A number of my students have asked me about online privacy. Many of us, not only students, have not spent the necessary time to read and research the privacy policies of the major online social media and e-commerce websites, much less to understand the implications they face with the current state of online privacy. It is time consuming, complicated and riddled with legalese. Even if you spent the time, you probably wouldn’t understand it, so why bother?
Scott McNealy, the founder and former CEO of Sun Microsystems (now owned by Oracle), is perhaps most famous for one quote.
“Privacy? Get over it! You have no privacy!”
There is a joke that is told about valet parking at a posh restaurant. A diner and his guest pull up to one of the finest local restaurants in front of a sign saying “valet parking.” A very well-dressed gentlemen approaches the car and graciously opens the car doors. The gentleman accepts the keys from the driver of the late model BMW 5 Series turbo. After being seated for dinner, the diner mentions to the waiter how impressed he was with attentiveness of the valet parking staff, to which the waiter replies in shocked disbelief, ” What valet parking?”
This amusing anecdote is not so funny if you consider that is pretty close to what is happening to all of us when we visit online social media websites, or e-commerce sites. We feel comfortable and relatively safe on well-known websites, not realizing that our BMW has been stolen by that nice gentleman with “valet parking.” This loss of personal privacy is very real and very immediate for all of us.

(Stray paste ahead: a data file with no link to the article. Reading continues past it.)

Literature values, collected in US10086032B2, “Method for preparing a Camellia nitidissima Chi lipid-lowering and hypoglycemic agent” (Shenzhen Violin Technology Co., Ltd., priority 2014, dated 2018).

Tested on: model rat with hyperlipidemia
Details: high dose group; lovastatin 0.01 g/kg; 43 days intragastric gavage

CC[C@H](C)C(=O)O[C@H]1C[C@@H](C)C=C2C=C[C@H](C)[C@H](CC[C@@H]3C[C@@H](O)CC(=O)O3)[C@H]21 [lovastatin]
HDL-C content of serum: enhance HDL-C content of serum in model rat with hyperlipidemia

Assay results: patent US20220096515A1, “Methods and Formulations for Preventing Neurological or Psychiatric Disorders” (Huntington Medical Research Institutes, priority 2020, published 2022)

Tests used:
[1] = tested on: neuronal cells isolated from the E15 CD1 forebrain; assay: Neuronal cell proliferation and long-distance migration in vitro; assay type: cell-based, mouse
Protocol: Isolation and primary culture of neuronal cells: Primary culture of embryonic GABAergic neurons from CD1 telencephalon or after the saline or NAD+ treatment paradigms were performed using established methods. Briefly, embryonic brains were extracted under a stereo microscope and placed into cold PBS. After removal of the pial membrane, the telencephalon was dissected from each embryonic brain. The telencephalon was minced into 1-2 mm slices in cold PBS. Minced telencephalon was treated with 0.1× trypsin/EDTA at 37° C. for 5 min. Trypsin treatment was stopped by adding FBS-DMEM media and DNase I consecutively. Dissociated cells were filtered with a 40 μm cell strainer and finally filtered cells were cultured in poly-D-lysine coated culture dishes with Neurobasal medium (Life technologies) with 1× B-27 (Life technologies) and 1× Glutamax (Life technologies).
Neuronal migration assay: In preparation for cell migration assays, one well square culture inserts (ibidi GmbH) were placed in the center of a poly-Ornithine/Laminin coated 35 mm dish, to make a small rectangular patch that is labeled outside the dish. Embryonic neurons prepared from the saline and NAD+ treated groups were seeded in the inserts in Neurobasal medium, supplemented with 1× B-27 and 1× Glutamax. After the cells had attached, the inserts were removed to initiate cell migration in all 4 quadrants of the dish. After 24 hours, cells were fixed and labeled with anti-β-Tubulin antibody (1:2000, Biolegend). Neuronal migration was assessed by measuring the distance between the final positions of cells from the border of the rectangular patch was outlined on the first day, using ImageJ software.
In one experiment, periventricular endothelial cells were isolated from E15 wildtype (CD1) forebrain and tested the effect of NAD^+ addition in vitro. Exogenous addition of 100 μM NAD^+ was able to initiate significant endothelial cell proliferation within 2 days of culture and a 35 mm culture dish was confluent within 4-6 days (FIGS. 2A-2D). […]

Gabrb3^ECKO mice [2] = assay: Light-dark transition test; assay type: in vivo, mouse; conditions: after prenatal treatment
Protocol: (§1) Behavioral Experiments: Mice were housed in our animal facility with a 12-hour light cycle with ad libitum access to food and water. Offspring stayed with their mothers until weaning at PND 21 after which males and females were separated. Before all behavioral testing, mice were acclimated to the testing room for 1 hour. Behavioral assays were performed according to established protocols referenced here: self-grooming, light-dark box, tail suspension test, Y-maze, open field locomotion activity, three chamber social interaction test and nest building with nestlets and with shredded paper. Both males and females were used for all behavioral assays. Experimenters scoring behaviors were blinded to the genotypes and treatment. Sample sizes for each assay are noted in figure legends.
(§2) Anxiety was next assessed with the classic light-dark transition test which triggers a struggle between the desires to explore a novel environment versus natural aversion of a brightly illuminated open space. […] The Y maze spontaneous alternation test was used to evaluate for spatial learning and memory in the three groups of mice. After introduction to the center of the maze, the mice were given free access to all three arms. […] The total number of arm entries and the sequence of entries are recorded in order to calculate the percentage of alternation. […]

We know very little about the details of the personal information that has been extracted from us, how it is managed, how it is used, and with whom it is shared, and how much money has been paid for it. Perhaps we deserve a cut? We do know that more information has been gathered on the Internet in the last two years, than in all of the previous years combined. It is beyond terabytes. It is multiple zetabytes of information and growing exponentially. The world of Big Data, for better or worse, will be built on this massive pile of personal data.
Silicon Valley’s social media industry is fighting privacy advocates over proposed California legislation, the first of its kind in the nation, that would require companies like Facebook Inc. and Google Inc. to disclose to users the personal data they have collected and with whom they have shared it.
Bonnie Lowenthal, a Democratic California assemblywoman from Long Beach (my native home town) has introduced this legislation, the “Right to Know Act.” What is disturbing and surprising is that the bill has caused a massive backlash against it, though it is asking for simple transparency, similar to that required for credit reporting. Google and Facebook are conspicuously silent on the “Right to Know Act,” preferring to let their industry association and unknown lobbyists speak for them.
The industry backlash against the “Right to Know Act”. It would make Internet companies, upon request, share with Californians personal information they have collected—including buying habits, physical location and sexual orientation—and what they have passed on to third parties such as marketing companies, app makers and other companies that collect and sell data.
Why are the Internet companies fighting this simple transparency so vigorously? Google formerly trumpeted that it’s corporate watch phrase was to “do no evil.” The industry backlash against Ms. Lowenthal’s legislation does not feel like doing no evil.
The bill highlights how lawmakers are seeking to update privacy laws. An update of a 10-year-old law focused on the direct-marketing industry, the bill could have national impact because of California’s size, and it would bring the state’s privacy practices closer to those common in Europe.
“In 2003, the biggest problem people had with privacy was telemarketing,” said Ms. Lowenthal. “Today, there are so many different mobile apps that can track location and spending habits that it’s time for an update in state law.”
I will continue to monitor this issue and report on it as it develops.
Thanks David, it’s always a pleasure to benefit from your analytical evaluation of complex and complicated issues that you undertake by taxing your mind to the extent that most of us shun.